For the majority of my life, my relationship with food has been pretty rocky. I inherited my mom's love of sweets. There are so many Easter and Halloween home videos that shows my mom and I competing for the most on-screen time eating candy, and it set a bad precedent for my eating habits at home.

My mom and I, or one of my grandmothers and I, would bake treats all the time. Bonding over a pan of brownies turned into licking the bowl and eating half of the pan in one sitting. I began to associate those fond memories with food, which I didn't realize was harmful to my well-being

Unhealthy Mentality 

Hannah Brown

As this image of my childhood-self indicates, I was pretty miserable. Not only did I crash all the time, but I had horrible body image issues that weren't helped by my peers. When my friends and I got to middle school, these body images grew as I witnessed peers hardly eating or eating a ton while remaining incredibly thin.

I was athletically built and always hungry, so I felt alienated by my eating habits and by the way my body reacted to this eating. 

By the time I was in high school, I had developed the horrible habit of meticulously logging everything I ate in a small journal I hid from everyone. I would be close to tears as I forced myself to write down the extra few cookies I'd eaten in a frenzy.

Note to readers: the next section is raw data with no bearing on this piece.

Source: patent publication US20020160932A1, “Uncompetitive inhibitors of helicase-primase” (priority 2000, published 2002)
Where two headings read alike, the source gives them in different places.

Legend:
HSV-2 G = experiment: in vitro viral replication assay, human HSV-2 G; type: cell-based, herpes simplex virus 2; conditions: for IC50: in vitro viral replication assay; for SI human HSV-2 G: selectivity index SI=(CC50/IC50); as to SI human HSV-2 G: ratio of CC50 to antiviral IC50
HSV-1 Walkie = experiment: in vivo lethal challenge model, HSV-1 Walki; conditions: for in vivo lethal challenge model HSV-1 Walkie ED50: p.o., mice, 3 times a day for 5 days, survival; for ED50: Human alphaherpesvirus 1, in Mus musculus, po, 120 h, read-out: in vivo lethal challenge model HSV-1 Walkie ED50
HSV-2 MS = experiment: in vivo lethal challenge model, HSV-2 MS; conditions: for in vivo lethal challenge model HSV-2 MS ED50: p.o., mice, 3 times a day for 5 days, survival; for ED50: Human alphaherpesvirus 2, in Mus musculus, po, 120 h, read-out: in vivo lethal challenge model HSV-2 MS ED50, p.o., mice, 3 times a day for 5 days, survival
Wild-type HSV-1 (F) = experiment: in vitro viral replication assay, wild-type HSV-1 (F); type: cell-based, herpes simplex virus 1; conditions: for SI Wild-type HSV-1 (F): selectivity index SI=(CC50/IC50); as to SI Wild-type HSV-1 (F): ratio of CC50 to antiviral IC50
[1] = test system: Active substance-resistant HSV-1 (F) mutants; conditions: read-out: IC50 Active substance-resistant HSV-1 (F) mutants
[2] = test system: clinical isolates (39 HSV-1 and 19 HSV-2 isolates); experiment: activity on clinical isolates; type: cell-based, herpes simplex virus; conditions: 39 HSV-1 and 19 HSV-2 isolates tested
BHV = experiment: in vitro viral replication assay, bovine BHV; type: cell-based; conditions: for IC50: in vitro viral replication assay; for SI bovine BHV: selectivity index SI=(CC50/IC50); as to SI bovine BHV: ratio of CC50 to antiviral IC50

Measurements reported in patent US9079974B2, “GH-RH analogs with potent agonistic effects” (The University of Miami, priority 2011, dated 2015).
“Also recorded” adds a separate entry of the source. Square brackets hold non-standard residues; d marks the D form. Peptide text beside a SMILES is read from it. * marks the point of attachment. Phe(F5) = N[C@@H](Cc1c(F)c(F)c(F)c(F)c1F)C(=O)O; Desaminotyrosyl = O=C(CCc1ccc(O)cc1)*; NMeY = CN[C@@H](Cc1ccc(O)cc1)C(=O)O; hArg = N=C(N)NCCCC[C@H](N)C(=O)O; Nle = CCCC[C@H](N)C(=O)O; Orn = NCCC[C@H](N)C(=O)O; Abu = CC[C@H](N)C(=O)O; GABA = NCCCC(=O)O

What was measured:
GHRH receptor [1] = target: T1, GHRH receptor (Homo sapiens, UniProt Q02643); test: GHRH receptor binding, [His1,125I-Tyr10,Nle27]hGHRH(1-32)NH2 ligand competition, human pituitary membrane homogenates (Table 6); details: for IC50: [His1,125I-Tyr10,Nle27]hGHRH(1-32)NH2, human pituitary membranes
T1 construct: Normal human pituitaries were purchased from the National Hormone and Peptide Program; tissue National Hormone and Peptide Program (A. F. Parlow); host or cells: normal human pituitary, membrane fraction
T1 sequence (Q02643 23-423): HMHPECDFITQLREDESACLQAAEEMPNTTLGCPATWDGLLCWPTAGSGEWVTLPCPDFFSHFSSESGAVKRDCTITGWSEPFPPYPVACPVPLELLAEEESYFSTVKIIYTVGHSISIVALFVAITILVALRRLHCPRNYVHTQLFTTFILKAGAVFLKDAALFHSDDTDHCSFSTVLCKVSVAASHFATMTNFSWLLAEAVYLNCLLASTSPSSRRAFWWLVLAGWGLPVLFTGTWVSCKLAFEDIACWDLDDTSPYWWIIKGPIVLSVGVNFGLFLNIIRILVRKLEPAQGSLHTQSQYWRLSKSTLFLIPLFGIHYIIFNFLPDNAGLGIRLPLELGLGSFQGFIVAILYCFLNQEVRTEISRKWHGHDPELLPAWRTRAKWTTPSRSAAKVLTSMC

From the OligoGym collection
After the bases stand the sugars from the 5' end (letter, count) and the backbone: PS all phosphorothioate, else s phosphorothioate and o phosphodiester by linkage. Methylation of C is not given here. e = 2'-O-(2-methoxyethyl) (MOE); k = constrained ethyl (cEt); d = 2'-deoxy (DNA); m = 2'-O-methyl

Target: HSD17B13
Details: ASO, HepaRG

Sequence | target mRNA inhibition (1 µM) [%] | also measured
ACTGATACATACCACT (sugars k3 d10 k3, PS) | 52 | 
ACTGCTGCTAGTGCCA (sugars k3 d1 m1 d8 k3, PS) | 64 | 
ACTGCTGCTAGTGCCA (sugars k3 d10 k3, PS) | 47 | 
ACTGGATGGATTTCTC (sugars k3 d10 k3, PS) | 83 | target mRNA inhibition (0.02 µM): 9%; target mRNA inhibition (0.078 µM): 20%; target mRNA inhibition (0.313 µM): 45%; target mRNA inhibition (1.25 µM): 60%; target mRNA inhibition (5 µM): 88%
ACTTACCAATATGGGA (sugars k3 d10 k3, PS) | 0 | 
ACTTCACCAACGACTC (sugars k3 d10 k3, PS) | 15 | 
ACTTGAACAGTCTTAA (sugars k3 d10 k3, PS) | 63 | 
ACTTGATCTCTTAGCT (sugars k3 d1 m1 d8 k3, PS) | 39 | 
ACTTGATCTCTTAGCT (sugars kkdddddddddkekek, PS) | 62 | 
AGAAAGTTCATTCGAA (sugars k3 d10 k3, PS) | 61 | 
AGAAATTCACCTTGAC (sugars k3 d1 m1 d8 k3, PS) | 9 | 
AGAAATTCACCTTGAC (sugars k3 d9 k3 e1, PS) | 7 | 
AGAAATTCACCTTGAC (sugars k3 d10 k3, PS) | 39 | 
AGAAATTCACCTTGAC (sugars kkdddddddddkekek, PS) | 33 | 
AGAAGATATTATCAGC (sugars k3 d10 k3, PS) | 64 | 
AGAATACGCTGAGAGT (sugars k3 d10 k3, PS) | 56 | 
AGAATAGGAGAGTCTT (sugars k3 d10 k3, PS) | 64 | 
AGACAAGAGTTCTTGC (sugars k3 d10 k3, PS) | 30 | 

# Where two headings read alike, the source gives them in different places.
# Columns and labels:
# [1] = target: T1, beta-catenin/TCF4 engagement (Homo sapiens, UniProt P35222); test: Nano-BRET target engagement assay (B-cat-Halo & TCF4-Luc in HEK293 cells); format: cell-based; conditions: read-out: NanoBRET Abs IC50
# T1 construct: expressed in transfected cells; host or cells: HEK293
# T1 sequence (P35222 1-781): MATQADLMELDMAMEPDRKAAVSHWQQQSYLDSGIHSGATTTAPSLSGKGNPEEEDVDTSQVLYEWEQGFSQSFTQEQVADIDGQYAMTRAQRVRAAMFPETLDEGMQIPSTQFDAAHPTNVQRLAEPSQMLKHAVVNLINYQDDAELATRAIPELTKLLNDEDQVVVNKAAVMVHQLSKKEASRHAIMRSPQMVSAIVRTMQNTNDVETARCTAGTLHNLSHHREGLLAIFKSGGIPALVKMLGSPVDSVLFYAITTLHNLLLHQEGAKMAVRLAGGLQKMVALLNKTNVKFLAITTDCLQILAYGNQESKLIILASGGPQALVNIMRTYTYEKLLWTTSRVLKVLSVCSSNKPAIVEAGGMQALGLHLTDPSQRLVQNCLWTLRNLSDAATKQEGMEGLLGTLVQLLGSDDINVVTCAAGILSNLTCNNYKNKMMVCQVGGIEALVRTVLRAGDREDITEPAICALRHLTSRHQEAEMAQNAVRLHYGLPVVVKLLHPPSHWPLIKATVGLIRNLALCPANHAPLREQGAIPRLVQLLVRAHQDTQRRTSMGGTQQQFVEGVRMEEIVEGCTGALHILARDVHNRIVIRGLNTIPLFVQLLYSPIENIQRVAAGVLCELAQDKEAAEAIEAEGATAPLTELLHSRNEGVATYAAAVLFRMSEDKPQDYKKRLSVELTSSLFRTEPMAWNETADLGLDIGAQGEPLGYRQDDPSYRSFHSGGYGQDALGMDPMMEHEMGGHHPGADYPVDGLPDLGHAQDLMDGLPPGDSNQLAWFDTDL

Compulsive Eating Habits

wasabi, tuna, sauce, sushi
Hannah Brown

The compulsivity of my eating arrived in binges that became peppered with extremely healthy eating. I would only eat salads or make vegan smoothies for a week, and then I would down a pizza or cartoon of ice cream in one night.

When I would go out to eat with my friends, I ordered small plates or otherwise healthy items to keep up appearances. However, as soon as I came home, I'd binge on sweets.

Things seemed to get worse after high school graduation. I became obsessive with working out and going home to eat a meal large enough to feed three people. That whole summer, college couldn't come soon enough. 

Arriving to College

tea, beer
Hannah Brown

When I actually got to college, what struck me most was how differently everyone regarded food. I saw people struggling to eat enough food, to eat healthy, and struggling to find a balance.

It made me feel better seeing that everyone had their issues with food, big or small. I began to feel more comfortable having seconds or not portioning out every little thing I ate. 

It took suffering through a year of poorly lit dining halls, erratic eating hours and a variety of new foods that Chicagoland has to offer, but I finally feel comfortable with my plate. My relationship with food couldn't be stronger.